Former New York Yankees owner Jacob Ruppert was among three men elected to the Baseball Hall of Fame by the pre- integration era committee.
Ruppert, who owned the Yankees from 1915 until his death in 1939, was joined by umpire Hank O'Day and 19th century catcher Deacon White.
The three were each named on the necessary 75 percent of all ballots cast by the 16-member committee, which considered six former players, three executives and one umpire whose contributions to the game were most significant from baseball origins through 1946.
Those who didn't receive enough votes were Bill Dahlen, Sam Breadon, Wes Ferrell, Marty Marion, Tony Mullane, Alfred Reach and Bucky Walters.
Ruppert helped transform the Yankees, as well as baseball in general, by purchasing Babe Ruth from the Boston Red Sox before the 1920 season and building Yankee Stadium in 1923. The Yankees won 10 American League pennants and seven World Series titles under his ownership.
O'Day, who passed away on July 2, 1935, umpired in the first modern World Series in 1903, one of 10 times that he worked the Fall Classic. O'Day was a National League umpire for 30 years and made the defining call in the famous 1908 Giants vs. Cubs contest that featured Johnny Evers forcing out Fred Merkle at second base after what appeared to be the game-winning hit. O'Day becomes the 10th umpire elected to the Hall of Fame.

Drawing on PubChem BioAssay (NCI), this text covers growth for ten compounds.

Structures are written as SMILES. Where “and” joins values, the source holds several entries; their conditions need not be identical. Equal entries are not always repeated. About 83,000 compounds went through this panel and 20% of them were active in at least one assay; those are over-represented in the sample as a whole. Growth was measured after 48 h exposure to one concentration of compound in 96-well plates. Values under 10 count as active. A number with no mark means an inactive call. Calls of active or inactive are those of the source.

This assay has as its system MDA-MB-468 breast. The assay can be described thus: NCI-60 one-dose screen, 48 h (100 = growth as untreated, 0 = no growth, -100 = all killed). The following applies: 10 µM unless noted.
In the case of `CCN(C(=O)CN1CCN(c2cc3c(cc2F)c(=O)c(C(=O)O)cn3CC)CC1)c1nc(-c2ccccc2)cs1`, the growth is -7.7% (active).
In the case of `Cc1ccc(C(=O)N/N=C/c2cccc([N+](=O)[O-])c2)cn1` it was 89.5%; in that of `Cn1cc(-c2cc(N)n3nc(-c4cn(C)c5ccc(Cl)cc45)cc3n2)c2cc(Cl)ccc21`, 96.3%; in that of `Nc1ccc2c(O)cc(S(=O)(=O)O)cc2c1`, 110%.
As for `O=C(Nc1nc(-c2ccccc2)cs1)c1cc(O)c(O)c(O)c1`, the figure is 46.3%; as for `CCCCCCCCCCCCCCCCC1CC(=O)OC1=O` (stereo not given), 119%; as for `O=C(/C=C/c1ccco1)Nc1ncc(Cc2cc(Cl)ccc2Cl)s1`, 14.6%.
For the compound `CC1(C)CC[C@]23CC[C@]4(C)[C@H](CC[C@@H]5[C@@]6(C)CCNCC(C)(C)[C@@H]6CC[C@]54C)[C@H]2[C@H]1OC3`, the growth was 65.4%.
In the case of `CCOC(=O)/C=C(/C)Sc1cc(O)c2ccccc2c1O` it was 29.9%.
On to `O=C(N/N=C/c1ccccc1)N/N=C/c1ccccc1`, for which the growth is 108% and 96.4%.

White played 20 seasons for teams in the National Association, the National League and the Players League, compiling 2,067 hits in only 1,560 games. He led his league in batting average twice and RBI three times, and was a standout bare-handed defensive catcher before switching to third base later in his career. White passed away on July 7, 1939.
Ruppert, O'Day and White will be joined in the Hall of Fame Class of 2013 by any electees who emerge from the Baseball Writers' Association of America voting, which will be announced on Jan. 9.
Hall of Fame enshrinement ceremonies are set for Sunday, July 28, 2013.